Teacher resources and professional development across the curriculum

Teacher professional development and classroom resources across the curriculum

## Beans, Beans, Beans

The goals of the NCTM's reasoning process standard are that "in grades K-4, the study of mathematics should emphasize reasoning so that students can-

• draw logical conclusions about mathematics;
• use models, known facts, properties, and relationships to explain their thinking;
• justify their answers and solution processes;
• use patterns and relationships to analyze mathematical situations;
• believe that mathematics makes sense."

(NCTM, Curriculum and Evaluation Standards for School Mathematics, p. 29)

Video Overview

This lesson takes place during an extensive unit on plants and seeds and focuses on using estimation to develop number sense. Students are shown three transparent bags filled with beans; each bag is labeled with the amount it contains: 11, 25, and 50. Students are told they can refer to these labeled bags as they work in groups to estimate a bag of uncounted beans. Each group views and estimates the quantities of beans in its bag and discusses the reasoning behind its estimate. By estimating the quantity of beans, the students develop number sense. After deciding on a group estimate, students build place-value ideas by grouping their beans by tens and then counting by tens and ones to find the total number of beans. After each group records its actual quantity, the quantity is recorded on a class chart alongside the group1s estimate. To close the lesson, students reconvene and discuss their estimates, how they arrived at them, and how many beans were actually in their bags.

An Exploration

For Teacher workshops

A Bagful of Beans
This investigation will familiarize teachers with the mathematical activity that students are working on in this lesson.

Each group will need these items:

• paper and pencil
• a bag of beans or other small items (vary the number of items for each group; place 25 to 50 items in some bags, 50 to 100 or just over 100 items in the other bags)
• small containers for grouping items
• bags of ten, twenty-five, and fifty beans each

1. Divide teachers into groups and give each group a bag of beans. Ask teachers how many beans they think are in their bags. Have each group make and record an estimate on the basis of group consensus.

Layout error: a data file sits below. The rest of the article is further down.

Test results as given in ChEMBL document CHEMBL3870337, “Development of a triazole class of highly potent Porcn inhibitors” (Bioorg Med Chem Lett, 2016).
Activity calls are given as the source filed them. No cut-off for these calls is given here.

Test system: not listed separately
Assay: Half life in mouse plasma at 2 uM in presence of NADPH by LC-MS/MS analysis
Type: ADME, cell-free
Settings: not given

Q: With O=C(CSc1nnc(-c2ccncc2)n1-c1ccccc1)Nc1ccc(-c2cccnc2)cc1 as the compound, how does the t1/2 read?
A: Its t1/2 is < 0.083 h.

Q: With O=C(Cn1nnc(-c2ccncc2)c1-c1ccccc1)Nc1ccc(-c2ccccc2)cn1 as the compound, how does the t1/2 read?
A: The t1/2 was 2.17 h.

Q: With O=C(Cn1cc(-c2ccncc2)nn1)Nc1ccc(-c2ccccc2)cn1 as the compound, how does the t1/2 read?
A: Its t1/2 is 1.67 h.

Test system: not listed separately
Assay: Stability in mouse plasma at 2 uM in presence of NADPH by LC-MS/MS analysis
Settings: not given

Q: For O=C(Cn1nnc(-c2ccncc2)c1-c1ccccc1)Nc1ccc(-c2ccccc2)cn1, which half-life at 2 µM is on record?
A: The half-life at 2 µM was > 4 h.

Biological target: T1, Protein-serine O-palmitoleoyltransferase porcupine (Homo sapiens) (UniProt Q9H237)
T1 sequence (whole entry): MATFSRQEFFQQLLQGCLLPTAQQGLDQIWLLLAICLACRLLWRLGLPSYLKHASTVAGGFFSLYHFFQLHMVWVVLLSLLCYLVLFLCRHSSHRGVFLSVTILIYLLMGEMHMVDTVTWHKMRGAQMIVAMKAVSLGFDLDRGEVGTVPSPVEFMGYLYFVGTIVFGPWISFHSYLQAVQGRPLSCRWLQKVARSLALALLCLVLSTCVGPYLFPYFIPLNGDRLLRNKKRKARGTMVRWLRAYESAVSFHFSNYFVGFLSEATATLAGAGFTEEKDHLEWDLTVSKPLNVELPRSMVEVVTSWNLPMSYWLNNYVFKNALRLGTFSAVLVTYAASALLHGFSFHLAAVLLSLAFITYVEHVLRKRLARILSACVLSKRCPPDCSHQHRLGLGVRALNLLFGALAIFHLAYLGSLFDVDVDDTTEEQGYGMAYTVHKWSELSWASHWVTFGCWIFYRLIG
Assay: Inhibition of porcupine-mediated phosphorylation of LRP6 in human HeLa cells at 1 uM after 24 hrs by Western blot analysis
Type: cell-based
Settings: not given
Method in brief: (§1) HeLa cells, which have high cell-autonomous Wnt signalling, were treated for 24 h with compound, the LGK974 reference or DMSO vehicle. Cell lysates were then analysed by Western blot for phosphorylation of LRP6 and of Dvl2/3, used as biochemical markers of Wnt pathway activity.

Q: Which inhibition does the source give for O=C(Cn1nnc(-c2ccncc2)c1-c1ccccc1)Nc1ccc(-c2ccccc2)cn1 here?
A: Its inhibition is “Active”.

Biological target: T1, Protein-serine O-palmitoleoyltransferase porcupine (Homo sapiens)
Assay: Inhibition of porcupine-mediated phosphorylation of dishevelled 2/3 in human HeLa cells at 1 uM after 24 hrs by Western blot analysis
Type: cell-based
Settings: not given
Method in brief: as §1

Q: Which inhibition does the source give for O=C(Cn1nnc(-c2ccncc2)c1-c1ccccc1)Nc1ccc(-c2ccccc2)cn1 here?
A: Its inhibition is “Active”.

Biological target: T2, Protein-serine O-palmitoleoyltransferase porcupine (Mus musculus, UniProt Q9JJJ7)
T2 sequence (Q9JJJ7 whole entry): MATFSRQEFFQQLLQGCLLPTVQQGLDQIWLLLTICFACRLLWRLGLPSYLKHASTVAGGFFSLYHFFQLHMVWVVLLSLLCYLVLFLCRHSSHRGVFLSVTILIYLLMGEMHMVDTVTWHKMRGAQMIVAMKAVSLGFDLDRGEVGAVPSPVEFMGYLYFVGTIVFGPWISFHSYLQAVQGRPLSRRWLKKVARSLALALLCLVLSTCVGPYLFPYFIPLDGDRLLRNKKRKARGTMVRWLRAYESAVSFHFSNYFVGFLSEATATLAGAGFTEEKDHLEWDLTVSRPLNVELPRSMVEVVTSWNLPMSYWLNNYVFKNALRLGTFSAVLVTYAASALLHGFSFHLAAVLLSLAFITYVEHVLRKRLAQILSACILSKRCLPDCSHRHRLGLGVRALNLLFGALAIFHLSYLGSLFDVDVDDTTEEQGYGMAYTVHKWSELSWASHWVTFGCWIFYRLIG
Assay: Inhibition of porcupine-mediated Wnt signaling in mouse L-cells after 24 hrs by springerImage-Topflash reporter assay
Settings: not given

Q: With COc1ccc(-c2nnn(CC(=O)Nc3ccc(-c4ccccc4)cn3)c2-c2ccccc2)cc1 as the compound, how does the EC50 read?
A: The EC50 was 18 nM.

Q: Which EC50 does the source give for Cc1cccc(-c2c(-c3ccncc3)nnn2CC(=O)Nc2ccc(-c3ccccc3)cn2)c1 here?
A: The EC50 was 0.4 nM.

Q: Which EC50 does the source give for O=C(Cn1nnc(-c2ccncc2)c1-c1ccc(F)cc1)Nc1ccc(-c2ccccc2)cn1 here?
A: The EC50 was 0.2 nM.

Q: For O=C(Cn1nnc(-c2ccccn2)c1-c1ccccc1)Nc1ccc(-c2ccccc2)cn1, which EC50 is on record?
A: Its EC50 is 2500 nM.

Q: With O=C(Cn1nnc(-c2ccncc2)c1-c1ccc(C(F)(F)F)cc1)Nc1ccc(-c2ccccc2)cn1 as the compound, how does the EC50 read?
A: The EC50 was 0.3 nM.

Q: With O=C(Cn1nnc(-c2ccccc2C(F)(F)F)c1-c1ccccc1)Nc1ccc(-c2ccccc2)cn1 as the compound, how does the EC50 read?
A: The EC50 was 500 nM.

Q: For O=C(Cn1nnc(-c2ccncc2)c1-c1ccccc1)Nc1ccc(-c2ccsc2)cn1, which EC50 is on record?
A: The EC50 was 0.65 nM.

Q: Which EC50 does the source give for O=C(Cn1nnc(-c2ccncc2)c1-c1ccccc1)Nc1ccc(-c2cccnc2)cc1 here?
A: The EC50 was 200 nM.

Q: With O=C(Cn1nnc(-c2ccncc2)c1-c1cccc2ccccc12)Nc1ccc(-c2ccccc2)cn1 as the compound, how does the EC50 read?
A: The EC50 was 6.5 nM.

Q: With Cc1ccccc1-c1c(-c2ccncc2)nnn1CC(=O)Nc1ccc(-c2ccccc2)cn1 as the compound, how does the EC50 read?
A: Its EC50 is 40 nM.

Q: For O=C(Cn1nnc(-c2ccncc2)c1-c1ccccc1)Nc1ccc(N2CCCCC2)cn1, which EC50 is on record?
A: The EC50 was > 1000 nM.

2. Show everyone the bag that contains ten beans and tell groups to revise their estimates using the bag as a referent. Then present the bag with twenty-five beans and allow groups to revise their estimates again. Present the bag with fifty beans and have groups revise their estimates a final time.
3. Discuss the impact that revealing successively larger referents had on teachers' estimates. Consider the following questions:
How were the referents helpful in giving teachers a sense of the quantity in their own bag of beans?
Did teachers revise or keep their initial estimates?
After seeing each referent, did teachers increase or decrease their estimates?
Would teachers like to see an even larger referent? Why or why not?
4. Discuss ways to count the beans, and encourage teachers to suggest strategies they think would be appropriate for young children to use to get an accurate count. Then tell the groups to decide on one of these strategies for counting their beans and to count them. Once the actual count is completed, have teachers compare their counts with their estimates and discuss whether they tended to overestimate or underestimate and possible reasons for this discrepancy.

Topics for Discussion
The following areas provide a focus for discussion after you view the video. You may want to customize these areas or focus on your own discussion ideas.

Connecting Estimation and Number Sense

1. What is the value of providing referent sets for estimating? How were the referent bags used by students?
2. How does estimation promote number sense?
3. How did students decide on their group estimates?
4. Ms. Mosley commented that her students frequently work on estimation. List ways to include estimation in all (or almost all) lessons, in daily routines, and in special activities.
5. Formulate a definition of estimation and devise various estimation strategies.
6. What is the value of having children group objects into tens? How does this activity promote number sense and estimation ability? How does this help develop place-value ideas?
7. What size of numbers should kindergarten and first-grade children work with? Why?

Working in Small Groups

1. Describe the collaboration among the children in the small groups. How did the size of the groups affect the dynamics?
2. Outline what you learned about the students from the small-group interactions.
3. What do students gain from working in groups? What are the drawbacks?
4. Ms. Mosley stresses the importance of each student participating in small-group work. What evidence can be found to document this participation?
5. In what ways did Ms. Mosley facilitate collaboration among the children in their small groups? How can further collaboration be encouraged?
6. One of the students said she needed help to tally. Describe the help she received, how it was given, and any additional ways she could have been supported.
7. What was the role of the recorder in each group? Why did Ms. Mosley want students to record their actual counts? What recording methods did you observe students using?

Extension

Estimation Situations

Consider the notion that some people believe an estimate is only used to get at the exact count. Then organize two lists of real-life situations. The first list should contain situations in which an estimate is appropriate and the second list should contain situations in which an exact count is needed. Think about how you could use the lists to respond to an individual who thinks estimation tasks are incomplete unless an exact answer has been found.